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i need to create an example of identically distributed, but dependent Bernoulli random variables where $ x_1,x_2....x_n$ i.e $x\in{0,1}$ such that, $$P\big(|\mu-\frac{1}{n}\sum_{i=1}^{n}x_i|\geq \frac{1}{2}\big)=1$$

where $\mu=E[x_i]$,

The example should show that independence is crucial for convergence of mean to the expected values. i.e $\mu=E[x_i]$

im a non mathematics student struglling a bit with understanding the concept.i was wondering how $\mu$ equals $E[x_i]$ and its relation to independence. a short explanation will really help.

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  • $\begingroup$ So, did any of the two answers help you figure it out? $\endgroup$ – Clement C. Dec 3 '19 at 19:07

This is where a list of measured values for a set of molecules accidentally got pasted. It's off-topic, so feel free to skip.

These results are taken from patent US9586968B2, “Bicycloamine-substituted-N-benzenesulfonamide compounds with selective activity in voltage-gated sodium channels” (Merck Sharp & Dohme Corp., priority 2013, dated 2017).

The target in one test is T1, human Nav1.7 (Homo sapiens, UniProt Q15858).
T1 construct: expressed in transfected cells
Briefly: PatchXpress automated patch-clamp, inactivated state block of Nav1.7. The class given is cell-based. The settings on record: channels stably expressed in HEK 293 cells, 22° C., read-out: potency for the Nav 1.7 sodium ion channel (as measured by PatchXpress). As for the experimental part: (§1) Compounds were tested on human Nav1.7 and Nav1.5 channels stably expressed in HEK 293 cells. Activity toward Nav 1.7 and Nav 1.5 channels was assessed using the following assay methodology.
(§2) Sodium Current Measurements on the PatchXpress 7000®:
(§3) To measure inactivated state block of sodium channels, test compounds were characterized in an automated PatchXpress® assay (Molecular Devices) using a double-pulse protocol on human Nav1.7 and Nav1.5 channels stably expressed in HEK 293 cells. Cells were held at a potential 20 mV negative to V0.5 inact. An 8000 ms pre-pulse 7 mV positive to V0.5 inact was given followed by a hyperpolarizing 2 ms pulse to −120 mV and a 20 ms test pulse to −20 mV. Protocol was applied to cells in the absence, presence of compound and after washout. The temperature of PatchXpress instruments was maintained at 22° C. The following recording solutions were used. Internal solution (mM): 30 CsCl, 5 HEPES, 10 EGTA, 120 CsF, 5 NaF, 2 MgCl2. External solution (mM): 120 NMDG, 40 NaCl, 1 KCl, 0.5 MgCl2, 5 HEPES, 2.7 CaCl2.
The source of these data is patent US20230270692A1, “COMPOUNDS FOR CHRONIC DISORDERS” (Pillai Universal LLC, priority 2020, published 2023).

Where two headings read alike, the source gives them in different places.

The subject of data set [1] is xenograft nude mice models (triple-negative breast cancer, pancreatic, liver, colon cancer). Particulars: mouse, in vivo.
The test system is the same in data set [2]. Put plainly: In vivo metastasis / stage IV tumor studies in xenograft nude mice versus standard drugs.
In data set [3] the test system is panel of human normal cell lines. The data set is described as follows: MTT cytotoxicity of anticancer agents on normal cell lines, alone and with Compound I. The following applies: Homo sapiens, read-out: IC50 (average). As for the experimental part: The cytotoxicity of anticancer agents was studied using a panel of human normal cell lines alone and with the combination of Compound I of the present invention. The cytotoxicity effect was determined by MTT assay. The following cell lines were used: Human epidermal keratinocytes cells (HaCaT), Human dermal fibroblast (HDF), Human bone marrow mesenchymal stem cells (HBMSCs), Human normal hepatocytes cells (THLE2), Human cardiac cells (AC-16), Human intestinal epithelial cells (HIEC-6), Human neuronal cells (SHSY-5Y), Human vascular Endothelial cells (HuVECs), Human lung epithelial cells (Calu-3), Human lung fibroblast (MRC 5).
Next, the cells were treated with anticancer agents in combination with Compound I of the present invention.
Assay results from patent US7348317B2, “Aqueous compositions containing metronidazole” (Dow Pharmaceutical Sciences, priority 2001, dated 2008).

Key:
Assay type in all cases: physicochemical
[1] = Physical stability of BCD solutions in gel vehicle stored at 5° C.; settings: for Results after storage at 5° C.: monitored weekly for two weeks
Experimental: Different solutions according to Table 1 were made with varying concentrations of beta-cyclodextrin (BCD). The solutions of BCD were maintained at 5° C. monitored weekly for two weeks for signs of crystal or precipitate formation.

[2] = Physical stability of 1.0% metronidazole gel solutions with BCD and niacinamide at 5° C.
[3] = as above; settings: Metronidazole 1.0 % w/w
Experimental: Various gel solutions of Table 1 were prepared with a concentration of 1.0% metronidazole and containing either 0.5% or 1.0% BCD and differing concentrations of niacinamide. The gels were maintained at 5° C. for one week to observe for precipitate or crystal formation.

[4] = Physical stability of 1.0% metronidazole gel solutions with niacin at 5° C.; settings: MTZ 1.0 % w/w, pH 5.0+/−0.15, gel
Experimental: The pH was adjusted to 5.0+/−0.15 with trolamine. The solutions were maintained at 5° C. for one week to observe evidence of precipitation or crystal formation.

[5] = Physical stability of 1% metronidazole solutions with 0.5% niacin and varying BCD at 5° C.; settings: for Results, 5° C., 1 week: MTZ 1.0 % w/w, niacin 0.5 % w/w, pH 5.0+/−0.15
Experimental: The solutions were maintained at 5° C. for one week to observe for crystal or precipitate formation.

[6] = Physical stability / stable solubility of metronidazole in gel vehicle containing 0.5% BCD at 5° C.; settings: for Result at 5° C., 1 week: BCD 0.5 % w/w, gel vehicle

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Take $(x_1,...,x_n)$ such that $x_1$ is a Bernoulli r.v. with parameter $1/2$, and $x_1=x_2=\dots=x_n$ a.s. Then $\mu=1/2$, but $$ \frac{1}{n}\sum_{i=1}^n x_i = x_1\in\{0,1\} $$ so $ \left\lvert \mu - \frac{1}{n}\sum_{i=1}^n x_i \right\rvert = 1/2 $ a.s.

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  • $\begingroup$ im a non mathematics student struglling a bit with understanding the concept.i was wondering how $\mu$ equals $E[x_i]$ and its relation to independence. a short explanation will really help. $\endgroup$ – Balash Dec 9 '19 at 1:57
  • $\begingroup$ @Balash $\mu= \mathbb{E}[x_i]$ by definition. Since each $x_i$ is Bernoulli with parameter $1/2$, $\mathbb{E}[x_i] = 0\cdot 1/2 + 1\cdot 1/2 = 1/2$. Independence (or lack therefore) doesn't change the expectation of each fixed $x_i$. What it changes is stuff like the covariance of $x_i$ and $x_j$, for instance. $\endgroup$ – Clement C. Dec 9 '19 at 2:24
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Let $x_1$ be chosen at random (with $\mu=0.5$) and $x_{k+1}=1-x_k$ for all other $k$. These are obviously dependent and satisfy the condition on $P$.

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